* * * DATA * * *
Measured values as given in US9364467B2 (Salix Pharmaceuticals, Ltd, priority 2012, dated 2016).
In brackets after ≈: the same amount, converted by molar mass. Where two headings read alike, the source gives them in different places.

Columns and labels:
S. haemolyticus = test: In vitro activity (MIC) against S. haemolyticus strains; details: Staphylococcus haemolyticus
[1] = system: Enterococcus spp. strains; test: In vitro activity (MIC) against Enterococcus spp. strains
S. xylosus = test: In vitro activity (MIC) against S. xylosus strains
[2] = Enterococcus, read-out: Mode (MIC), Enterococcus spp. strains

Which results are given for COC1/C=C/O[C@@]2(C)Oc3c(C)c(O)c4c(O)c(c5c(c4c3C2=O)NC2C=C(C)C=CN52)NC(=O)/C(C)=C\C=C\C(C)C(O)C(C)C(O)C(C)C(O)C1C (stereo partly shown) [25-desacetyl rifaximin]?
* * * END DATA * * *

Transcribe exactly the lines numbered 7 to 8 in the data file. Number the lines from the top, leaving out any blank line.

[2] = Enterococcus, read-out: Mode (MIC), Enterococcus spp. strains

Which results are given for COC1/C=C/O[C@@]2(C)Oc3c(C)c(O)c4c(O)c(c5c(c4c3C2=O)NC2C=C(C)C=CN52)NC(=O)/C(C)=C\C=C\C(C)C(O)C(C)C(O)C(C)C(O)C1C (stereo partly shown) [25-desacetyl rifaximin]?